NHS Blood and Transplant (NHSBT) welcomes Professor Sir Gordon Duff’s independent review into mis-recording of data on the Organ Donor Register (ODR), and his finding that the issue was handled with the appropriate level of urgency, diligence and sensitivity.
We worked closely with the review team to provide detailed information on how some registrants’ preferences for organ donation were wrongly recorded on the ODR and the actions we took to redress the situation. We are pleased that the information provided has led Professor Sir Gordon to conclude that appropriate action was taken and that our handling of the error, and contact with those affected by it, demonstrated our commitment to openness and transparency.
NHSBT sincerely regrets that the error was not uncovered earlier and that the donations of 25 individuals were affected by it. We would like to take this opportunity to reiterate our unreserved apologies to the families of those people.
After discovering the error, the NHSBT Board carried out its own investigations resulting in a detailed remedial action plan, which included steps to correct automatically a large number of the affected ODR records and to improve the robustness of the ODR and the mechanisms through which people can register. We are progressing well with this action plan.
We accept in full the recommendations of Professor Sir Gordon Duff, which will contribute significantly to strengthening the ODR and public confidence in it as a way to record organ donation wishes. Since the error related to the way in which we received data from one of our partners, our immediate focus has been to take forward those actions that relate to our working arrangements with partner organisations.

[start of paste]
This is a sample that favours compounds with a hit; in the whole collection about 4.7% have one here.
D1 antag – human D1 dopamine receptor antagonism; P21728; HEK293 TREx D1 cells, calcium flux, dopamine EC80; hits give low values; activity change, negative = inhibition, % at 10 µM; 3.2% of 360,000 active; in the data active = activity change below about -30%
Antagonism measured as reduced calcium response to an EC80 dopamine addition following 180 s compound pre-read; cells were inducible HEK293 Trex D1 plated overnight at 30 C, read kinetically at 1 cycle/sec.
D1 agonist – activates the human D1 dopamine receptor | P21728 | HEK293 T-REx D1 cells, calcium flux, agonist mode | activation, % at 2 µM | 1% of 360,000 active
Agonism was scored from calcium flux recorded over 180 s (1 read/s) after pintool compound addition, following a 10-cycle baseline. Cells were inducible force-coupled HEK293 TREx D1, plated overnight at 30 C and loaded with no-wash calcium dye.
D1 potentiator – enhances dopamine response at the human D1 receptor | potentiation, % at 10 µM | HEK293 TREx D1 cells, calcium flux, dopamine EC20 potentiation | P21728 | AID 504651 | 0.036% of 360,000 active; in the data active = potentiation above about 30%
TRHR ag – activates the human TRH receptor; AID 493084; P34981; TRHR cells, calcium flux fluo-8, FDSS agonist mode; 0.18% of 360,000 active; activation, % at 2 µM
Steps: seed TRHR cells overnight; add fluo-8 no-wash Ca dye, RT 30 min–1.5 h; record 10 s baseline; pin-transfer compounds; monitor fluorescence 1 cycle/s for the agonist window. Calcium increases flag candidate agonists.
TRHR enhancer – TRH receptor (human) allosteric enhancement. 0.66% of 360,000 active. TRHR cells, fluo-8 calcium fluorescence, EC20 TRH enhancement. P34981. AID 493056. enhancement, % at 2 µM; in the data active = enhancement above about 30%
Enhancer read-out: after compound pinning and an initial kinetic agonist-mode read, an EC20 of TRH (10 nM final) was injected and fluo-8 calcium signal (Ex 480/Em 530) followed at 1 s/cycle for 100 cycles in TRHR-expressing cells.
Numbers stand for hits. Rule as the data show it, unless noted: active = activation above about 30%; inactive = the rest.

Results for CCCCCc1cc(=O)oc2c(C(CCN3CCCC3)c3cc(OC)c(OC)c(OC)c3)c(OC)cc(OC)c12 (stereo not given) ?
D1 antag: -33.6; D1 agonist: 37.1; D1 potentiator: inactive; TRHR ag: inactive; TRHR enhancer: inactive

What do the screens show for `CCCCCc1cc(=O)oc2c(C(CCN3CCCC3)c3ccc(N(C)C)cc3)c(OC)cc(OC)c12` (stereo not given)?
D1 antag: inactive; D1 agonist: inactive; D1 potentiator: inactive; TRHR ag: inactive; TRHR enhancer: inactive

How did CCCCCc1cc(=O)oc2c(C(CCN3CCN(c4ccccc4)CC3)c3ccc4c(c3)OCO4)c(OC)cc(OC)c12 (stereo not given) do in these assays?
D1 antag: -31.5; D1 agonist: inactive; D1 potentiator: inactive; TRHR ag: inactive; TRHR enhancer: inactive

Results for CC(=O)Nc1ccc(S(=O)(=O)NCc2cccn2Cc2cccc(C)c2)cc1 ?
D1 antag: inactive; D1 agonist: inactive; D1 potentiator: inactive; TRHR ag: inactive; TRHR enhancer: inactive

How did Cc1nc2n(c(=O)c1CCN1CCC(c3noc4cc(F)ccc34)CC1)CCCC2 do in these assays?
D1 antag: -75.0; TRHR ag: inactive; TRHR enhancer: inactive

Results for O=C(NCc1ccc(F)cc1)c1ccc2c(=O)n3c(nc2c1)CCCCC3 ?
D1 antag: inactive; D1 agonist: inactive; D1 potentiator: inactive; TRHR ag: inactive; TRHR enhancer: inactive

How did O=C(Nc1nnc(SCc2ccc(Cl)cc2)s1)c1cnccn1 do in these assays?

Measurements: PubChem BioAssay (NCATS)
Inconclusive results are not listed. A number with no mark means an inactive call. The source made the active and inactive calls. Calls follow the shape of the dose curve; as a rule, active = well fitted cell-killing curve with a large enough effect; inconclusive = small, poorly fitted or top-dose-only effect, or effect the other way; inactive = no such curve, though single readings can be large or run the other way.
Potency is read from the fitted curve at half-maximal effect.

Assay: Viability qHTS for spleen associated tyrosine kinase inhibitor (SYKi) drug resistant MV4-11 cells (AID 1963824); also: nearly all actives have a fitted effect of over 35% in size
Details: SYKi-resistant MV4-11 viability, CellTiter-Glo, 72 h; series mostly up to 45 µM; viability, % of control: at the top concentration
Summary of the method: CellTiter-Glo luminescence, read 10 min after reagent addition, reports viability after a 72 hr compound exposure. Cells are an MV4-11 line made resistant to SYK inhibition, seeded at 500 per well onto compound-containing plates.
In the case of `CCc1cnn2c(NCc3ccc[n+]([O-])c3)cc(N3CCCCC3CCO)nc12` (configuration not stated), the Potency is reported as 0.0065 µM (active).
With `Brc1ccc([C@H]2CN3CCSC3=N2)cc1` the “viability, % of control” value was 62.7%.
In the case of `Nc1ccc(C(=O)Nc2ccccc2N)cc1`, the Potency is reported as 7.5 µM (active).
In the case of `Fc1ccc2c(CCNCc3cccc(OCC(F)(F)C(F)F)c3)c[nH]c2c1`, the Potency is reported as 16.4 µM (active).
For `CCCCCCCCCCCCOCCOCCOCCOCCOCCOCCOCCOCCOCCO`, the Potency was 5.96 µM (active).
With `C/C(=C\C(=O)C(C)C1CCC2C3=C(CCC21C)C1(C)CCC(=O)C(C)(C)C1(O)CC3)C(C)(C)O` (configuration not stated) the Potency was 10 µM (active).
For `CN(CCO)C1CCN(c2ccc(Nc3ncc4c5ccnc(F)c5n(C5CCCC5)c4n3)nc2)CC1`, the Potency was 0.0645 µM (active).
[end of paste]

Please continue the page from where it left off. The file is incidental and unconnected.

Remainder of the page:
Professor Sir Gordon acknowledges in his review that the existing ODR infrastructure was not originally designed for the purposes that it is currently used. Whilst our remedial action plan and a number of Professor Sir Gordon’s recommendations will ensure that the Register is robust and reliable in the short to medium term, we will take forward as a matter of urgency the scoping and design of a new ODR, as recommended. Our long-term aim is to operate the ODR as an interactive database that will allow registrants to check and amend their own records. It would also be consistently used by authorised health professionals to check the donation preferences of any potential organ donors, allowing the Register to help save the lives of the three people who die every day in the UK due to the shortage of organs for transplantation.
For a copy of the full report by Professor Sir Gordon Duff, please click the following link:
For further information, please contact the NHSBT press office on 0117 969 2444, at email@example.com or out of hours on 07659 133583
Notes to Editors